Saturday, 6 April 2013
Encore Awards (2012 in Review): Director
Even amidst all the conversation about Argo unusual rise to Best Picture fame with a corresponding director nomination from the Academy, I felt the more interesting suggestion of Affleck’s lack of a nomination was ignored in the face of various theories for the film’s award popularity. Specifically, what is the correlation between a theoretically “best” film and best “direction”. The two go together, so a great deal – yes – and still the overlapping is not essential.
So, then, my favourite directors of 2012 do not necessarily correspond completely with my favourite films. As I’m about to close the books, more or less on 2012, I still don’t feel completely excited about the films of the year but I’m enamoured with aspects of many – so that I’m very fond of this list of directors and which I could make space for a dozen more below, even as all of them would not be films I’d consider for my own top 10.
(Click on photos for links to reviews where available.)
Anna Karenina (Joe Wright)
It may not exist as his finest film or his most orderly, but on his fifth feature Wright’s technique as a director continues to grow impressively. Even taking into account Stoppard’s wisely adapted screenplay, the fine performances, or the great technical aspects Anna Karenina’s effectiveness lives and dies by Wright’s vision. Wright’s direction is feverish, yes, and sometimes particularly uninhibited but it is also always in favour of the story he’s telling that sort of skill is impressive. – and that’s not even talking about his use of the film’s stage conceit.
The Deep Blue Sea (Terence Davies)
Ostensibly this is the film least likely to be considered as a director’s showcase – Davies is, after all, very intent on using the film as a platform for the star at its centre. Yet, even as Weisz’s Hester envelopes the thrust of the film it’s very dependent on its directors. The way Davies operates the division between Davies the writer and Davies the director might become blurred but key ways that he uses time and time jumps in the narrative to great effect and his ability to eke out top tier work from his tree stars is proof of a director at the top of his game.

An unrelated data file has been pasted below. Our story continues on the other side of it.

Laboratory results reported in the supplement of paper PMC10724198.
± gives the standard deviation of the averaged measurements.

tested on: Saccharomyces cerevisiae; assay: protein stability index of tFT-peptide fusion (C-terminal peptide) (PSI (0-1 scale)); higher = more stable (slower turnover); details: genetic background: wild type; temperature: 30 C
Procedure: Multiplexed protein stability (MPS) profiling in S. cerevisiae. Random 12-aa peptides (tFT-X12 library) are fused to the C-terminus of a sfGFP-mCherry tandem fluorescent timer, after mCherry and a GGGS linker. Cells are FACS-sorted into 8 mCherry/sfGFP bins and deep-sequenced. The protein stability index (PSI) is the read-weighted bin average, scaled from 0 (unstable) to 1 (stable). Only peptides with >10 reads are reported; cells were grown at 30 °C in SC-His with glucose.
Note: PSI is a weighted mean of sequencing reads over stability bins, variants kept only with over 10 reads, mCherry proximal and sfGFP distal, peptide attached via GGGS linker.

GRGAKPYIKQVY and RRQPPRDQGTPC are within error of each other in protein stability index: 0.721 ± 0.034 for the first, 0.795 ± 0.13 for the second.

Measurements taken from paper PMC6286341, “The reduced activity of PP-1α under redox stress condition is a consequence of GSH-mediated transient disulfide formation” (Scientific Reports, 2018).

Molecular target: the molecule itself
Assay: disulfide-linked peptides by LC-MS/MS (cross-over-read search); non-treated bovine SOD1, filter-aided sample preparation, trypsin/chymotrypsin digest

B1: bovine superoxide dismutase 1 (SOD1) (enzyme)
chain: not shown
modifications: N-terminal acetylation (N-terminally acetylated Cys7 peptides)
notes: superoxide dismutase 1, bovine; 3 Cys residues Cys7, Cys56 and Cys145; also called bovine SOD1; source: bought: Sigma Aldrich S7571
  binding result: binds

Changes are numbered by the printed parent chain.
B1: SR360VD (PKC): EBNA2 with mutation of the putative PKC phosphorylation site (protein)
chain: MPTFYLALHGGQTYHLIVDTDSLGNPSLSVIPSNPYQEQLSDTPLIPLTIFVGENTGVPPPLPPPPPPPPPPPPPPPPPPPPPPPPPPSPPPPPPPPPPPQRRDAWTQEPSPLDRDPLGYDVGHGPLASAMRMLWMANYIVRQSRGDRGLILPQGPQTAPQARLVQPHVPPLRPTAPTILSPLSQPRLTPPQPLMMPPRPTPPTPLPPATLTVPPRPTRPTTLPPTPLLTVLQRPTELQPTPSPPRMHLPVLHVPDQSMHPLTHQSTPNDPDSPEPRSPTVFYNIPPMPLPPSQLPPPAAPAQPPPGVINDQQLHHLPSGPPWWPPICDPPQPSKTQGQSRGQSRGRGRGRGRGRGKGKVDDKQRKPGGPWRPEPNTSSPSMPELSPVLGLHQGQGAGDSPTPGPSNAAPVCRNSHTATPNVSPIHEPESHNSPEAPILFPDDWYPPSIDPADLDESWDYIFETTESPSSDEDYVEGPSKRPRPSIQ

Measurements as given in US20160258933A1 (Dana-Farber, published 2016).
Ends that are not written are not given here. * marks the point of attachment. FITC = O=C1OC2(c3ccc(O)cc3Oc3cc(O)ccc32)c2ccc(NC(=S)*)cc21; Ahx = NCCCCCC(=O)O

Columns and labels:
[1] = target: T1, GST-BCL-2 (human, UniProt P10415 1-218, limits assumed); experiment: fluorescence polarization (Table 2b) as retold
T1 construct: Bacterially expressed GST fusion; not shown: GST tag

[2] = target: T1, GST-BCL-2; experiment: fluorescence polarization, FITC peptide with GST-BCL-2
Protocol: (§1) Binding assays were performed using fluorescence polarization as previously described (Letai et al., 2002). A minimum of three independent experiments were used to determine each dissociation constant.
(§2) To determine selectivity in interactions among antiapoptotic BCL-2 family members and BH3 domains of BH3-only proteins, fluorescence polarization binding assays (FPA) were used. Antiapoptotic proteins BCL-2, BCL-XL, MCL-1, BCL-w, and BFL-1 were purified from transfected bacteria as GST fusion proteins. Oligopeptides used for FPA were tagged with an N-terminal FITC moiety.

Once Upon a Time in Anatolia (Nuri Bilge Ceylan)
Because a significant part of Once Upon a Time in Anatolia is a mystery, Ceylan’s skill at evoking tension and eeriness is essential. Because the film, though, is not just mystery major kudos to him and his ability to balance the morality play portions, with the vague buddy comedy and the subtle tragedy beneath. It’s a lesson in control and maintaining of tension which the film depends and Ceylan’s largest boon in it all is that through all this the film never once loses its aching human centre. A true asset.
Oslo, August 31st (Joachim Trier)
For one thing, Oslo – which is arguably my most devastating film of the year, manages to emanate such indomitable warmth in key areas it only proves that Trier’s vision for this tale of loneliness, death and – yet, against all odds – hope is not a problematic one. More character than any 2012 film Trier’s appreciation and respect for his main character is striking and it’s that rapport between filmmaker and character (and actor) which makes this narrative so seamless and organic in development. And also terribly heartbreaking.
Tabu (Miguel Gomes)
The key to making this black and white, sometimes silent film, seem not like a pastiche or even homage lies in Gomes ability to direct his creation with an unusual freshness. There are parts of Tabu that are especially daring but there are also parts which are not wholly new, but under Gomes the entire creation feels unsullied and inspired and more importantly worthy of our time. It is, doubtlessly, the work of an artist taking pride and enjoyment in his work and it shows in a film that is as provocative as it is enchanting.
FINALISTS: Cloud Atlas (Lana Wachowski, Tom Tykwer, Andy Wachowski) for handling varying themes, stories and tones with ace results; Holy Motors (Leos Carax) for an especially imaginative centre that never descends into the arcane; Killer Joe (William Friedkin) for fierce understanding of the trashy depths of its character and milking it to good effect; Killing Them Softly (Andrew Dominik) for the sheen of coolness and bravado but not without realness and grit; Moonrise Kingdom (Wes Anderson) for a storybook like approach to young love without becoming fanciful; The Turin Horse (Béla Tarr) for a hellish and chilling glimpse of end of world banalities
HONOURABLE MENTIONS: Cosmopolis (David Cronenberg); Frankenweenie (Tim Burton); The Impossible (J.A. Bayona); Looper (Rian Johnson); Magic Mike (Steven Soderbergh); Rust and Bone (Jacques Audiard)
Previous Citations: Actor / Actress / Audacious Cinema / Cast and Casting / Cinematography / Forgotten Characters / Memorable Scenes / Openings / Sound and Music / Supporting Actor / Supporting Actress / Writing
Which directors made 2012 better with their vision?